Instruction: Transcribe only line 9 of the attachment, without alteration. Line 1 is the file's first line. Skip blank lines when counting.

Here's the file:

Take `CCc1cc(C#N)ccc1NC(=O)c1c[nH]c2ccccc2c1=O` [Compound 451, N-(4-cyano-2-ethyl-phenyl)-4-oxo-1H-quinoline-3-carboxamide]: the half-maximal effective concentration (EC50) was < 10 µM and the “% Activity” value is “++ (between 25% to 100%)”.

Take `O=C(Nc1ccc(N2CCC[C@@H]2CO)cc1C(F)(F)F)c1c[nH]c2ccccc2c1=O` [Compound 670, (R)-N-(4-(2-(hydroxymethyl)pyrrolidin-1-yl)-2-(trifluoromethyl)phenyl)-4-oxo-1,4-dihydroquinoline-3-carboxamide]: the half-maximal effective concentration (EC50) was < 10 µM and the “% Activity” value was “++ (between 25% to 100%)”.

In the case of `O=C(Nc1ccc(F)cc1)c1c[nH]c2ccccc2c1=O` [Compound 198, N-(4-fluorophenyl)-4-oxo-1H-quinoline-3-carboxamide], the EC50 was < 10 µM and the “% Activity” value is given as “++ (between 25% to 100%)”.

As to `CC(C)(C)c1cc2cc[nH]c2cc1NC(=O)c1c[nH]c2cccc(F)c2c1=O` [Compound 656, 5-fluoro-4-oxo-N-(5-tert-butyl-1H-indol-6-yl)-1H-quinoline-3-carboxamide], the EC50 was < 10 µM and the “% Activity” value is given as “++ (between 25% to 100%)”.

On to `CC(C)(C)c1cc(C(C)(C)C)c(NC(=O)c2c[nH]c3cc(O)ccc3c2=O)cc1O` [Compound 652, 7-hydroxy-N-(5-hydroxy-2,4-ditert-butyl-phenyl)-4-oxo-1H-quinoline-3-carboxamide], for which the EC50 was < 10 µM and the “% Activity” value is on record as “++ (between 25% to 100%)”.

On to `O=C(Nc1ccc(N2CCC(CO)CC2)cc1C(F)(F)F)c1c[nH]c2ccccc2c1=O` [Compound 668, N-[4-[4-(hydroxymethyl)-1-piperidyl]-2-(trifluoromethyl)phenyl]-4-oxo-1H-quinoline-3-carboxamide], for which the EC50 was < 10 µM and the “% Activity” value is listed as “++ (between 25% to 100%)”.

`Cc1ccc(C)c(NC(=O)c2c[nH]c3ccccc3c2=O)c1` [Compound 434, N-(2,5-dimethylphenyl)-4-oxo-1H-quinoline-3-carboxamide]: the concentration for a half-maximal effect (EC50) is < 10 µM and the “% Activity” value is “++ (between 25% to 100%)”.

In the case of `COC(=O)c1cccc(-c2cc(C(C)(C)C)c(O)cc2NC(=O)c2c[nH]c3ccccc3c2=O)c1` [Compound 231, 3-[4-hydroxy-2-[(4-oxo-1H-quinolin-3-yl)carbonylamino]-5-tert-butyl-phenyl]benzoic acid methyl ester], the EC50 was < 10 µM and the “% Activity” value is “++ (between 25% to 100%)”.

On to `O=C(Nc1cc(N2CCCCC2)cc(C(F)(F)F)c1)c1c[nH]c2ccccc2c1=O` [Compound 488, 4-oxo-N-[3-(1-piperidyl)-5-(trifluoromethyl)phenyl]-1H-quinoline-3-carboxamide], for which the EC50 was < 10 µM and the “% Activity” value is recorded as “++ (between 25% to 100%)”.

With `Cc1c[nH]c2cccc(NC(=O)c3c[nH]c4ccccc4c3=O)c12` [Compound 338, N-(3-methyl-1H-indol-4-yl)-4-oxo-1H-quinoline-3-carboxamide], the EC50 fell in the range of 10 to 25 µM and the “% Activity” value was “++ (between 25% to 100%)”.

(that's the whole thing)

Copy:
On to `O=C(Nc1cc(N2CCCCC2)cc(C(F)(F)F)c1)c1c[nH]c2ccccc2c1=O` [Compound 488, 4-oxo-N-[3-(1-piperidyl)-5-(trifluoromethyl)phenyl]-1H-quinoline-3-carboxamide], for which the EC50 was < 10 µM and the “% Activity” value is recorded as “++ (between 25% to 100%)”.